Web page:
Jon Cryer, who plays Alan Harper on CBS' "Two and a Half Men" dropped some spoilers about the show's forthcoming return and said that his character ends up being more of a ladies' man than Ashton Kutcher's character.
"I can only say my character ends up being the more romantically experienced one of the two of them," Cryer told Entertainment Weekly. "So Alan becomes sort of a mentor character to Ashton's character. And as bad as an idea as that sounds, it's just as bad on the show - I'm a terrible mentor. And that's where a lot of the fun of the show comes from."
Charlie Sheen, 45, was fired from the hit CBS series in March after a slew of rants in the media about show co-creator Chuck Lorre and following a rehab stint to treat alcohol and drug abuse. He had played the party-loving uncle of Jones' character.
Kutcher, a 33-year-old actor whose roles as goofy teen Kelso on the sitcom "That '70s Show" and host of the prank series "Punk'd" have earned him a coveted teen and young adult fan base, was later cast in Sheen's place. He will make his debut as a new character, a broken-hearted Internet billionaire named Walden Schmidt, when the show returns for a ninth season on September 19.
"Working with Ashton is a blast," Cryer told the industry magazine. "Audiences have been going nuts for him. He's clearly a guy who missed doing sitcoms quite a bit. He just lights up on show night. It's a lot of fun for he and I because we have to discover what works between us, and he's game for anything. There's already - lines have been crossed already that probably never should have been crossed, as you'll see in the first episode."
Reports say Sheen's character will be killed off and mourned at a funeral on the season 9 premiere of "Two and a Half Men," but Cryer insisted that Sheen's character will not be forgotten.
"The history of the show does not go away at all," Cryer said. "It will be dealt with all through the first season. It's not, 'Oh, that character's gone, let's forget completely about him.' There will be ramifications all through the season. We're not taking this into a new universe where the first show didn't exist."
The former "Pretty in Pink" star said that producers are being very secretive about the season's plot points, but revealed that, "One of the characters will be institutionalized, but they don't say which character or what kind of institution."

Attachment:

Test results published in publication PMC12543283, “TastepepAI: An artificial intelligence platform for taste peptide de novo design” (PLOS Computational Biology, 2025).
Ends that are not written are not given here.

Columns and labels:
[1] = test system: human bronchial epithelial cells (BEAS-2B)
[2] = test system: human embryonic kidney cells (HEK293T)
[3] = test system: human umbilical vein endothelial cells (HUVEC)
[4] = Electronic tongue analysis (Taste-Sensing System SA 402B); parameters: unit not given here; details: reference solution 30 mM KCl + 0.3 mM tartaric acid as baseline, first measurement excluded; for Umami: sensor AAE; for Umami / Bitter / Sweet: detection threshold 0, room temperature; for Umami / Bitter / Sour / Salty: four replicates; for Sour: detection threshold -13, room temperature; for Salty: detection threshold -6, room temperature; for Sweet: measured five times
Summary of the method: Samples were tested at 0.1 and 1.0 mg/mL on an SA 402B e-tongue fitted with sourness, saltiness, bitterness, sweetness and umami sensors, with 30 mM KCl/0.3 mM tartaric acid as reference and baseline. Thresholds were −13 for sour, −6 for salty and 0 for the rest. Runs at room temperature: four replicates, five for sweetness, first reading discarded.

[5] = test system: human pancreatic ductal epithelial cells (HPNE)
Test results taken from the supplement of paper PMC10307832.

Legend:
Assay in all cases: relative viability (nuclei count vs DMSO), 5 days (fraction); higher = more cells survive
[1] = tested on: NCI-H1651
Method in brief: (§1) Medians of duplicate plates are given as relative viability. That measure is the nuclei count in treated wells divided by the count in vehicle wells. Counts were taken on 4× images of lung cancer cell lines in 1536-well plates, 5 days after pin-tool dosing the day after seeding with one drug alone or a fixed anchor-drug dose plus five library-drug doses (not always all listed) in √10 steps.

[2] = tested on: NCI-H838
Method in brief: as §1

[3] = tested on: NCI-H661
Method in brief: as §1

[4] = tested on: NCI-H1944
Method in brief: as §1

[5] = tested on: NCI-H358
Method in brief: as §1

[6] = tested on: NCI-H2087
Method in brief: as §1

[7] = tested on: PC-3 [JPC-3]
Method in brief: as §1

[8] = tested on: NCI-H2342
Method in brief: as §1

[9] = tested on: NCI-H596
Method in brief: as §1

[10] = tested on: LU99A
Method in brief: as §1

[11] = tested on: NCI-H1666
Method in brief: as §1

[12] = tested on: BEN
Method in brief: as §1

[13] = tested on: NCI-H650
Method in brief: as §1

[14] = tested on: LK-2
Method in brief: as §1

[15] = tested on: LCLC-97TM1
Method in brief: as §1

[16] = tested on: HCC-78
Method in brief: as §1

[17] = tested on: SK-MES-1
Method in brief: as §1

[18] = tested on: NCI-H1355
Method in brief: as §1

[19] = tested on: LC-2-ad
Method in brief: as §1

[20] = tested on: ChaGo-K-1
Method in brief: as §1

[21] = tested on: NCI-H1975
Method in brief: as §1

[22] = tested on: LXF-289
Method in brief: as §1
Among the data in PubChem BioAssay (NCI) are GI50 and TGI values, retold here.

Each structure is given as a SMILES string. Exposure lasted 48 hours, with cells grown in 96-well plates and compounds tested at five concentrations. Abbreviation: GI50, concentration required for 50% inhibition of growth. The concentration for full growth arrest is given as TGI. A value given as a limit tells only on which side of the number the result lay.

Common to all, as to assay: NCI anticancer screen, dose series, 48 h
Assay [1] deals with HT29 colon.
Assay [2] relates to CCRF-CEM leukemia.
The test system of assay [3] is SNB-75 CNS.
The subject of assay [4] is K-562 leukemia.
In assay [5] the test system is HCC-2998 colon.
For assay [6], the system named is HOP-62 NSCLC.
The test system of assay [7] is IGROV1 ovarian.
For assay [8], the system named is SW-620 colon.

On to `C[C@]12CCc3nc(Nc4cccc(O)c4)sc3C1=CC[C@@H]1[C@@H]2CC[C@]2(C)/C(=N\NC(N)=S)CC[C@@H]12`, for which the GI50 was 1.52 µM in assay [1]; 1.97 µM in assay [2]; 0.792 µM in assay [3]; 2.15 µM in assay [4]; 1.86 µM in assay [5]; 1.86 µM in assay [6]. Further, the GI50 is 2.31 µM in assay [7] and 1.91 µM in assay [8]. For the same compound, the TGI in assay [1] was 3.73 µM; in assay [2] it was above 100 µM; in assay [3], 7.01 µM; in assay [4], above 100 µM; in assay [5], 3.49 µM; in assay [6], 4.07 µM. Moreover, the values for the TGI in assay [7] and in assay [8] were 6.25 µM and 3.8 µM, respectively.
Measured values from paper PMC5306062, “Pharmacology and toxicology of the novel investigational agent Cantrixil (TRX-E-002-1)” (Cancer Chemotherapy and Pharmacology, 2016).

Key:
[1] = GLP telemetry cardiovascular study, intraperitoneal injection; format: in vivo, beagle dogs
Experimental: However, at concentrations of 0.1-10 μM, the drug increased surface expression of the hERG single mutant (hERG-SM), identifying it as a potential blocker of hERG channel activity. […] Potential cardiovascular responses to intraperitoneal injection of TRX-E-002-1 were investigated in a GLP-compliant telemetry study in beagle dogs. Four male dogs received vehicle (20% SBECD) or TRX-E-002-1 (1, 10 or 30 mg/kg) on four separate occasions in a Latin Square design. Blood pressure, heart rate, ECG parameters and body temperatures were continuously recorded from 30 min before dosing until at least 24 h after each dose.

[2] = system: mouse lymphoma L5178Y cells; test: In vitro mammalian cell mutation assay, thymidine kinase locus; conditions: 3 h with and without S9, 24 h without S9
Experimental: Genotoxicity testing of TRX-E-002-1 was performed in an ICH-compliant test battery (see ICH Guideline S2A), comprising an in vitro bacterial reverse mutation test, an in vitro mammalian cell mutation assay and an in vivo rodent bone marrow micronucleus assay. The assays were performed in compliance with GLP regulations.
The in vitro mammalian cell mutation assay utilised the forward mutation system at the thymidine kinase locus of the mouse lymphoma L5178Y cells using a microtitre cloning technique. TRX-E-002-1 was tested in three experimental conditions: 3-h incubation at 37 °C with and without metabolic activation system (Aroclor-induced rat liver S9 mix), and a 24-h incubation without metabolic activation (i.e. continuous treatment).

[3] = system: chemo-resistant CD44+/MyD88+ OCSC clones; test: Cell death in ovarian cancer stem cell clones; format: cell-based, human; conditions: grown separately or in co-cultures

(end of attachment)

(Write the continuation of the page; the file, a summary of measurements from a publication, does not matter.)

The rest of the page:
After Kutcher was cast in May, he Tweeted to his some 7 million Twitter fans a photo of himself, Jones and Jon Cryer, who plays the father of Jones' character and the brother of Sheen's, appearing to yell together. He jokingly described the scene in the picture as the "first cast argument."
Sheen, who has battled alcohol and drug abuse for years, was suspended from the show just before he was fired. He later appeared on various news programs, touting his "winning," party-loving lifestyle and live-in girlfriends, or "goddesses." The actor maintained he was sober, dubbed himself a "rock star from Mars" and demanded a pay raise.
Sheen was the top-paid television actor in 2010, commanding a reported $1.25 million per episode, which broke a Guinness World Record. Kutcher has since nabbed the top TV salary, as he is set to earn$700,000 an episode (see a list of the top-earning TV stars).
Sheen began a stage tour of North America after his firing, which was met with lackluster reviews and featured several comedians, including Jeffrey Ross, who has taken part in several Comedy Central roasts.
Sheen has been the butt of jokes himself due to his many catchphrases coined at the height of the scandal and will be honored with his own Comedy Central roast on September 19, which airs right after the premiere of "Two and a Half Men." The special will be hosted by "Family Guy" creator Seth MacFarlane.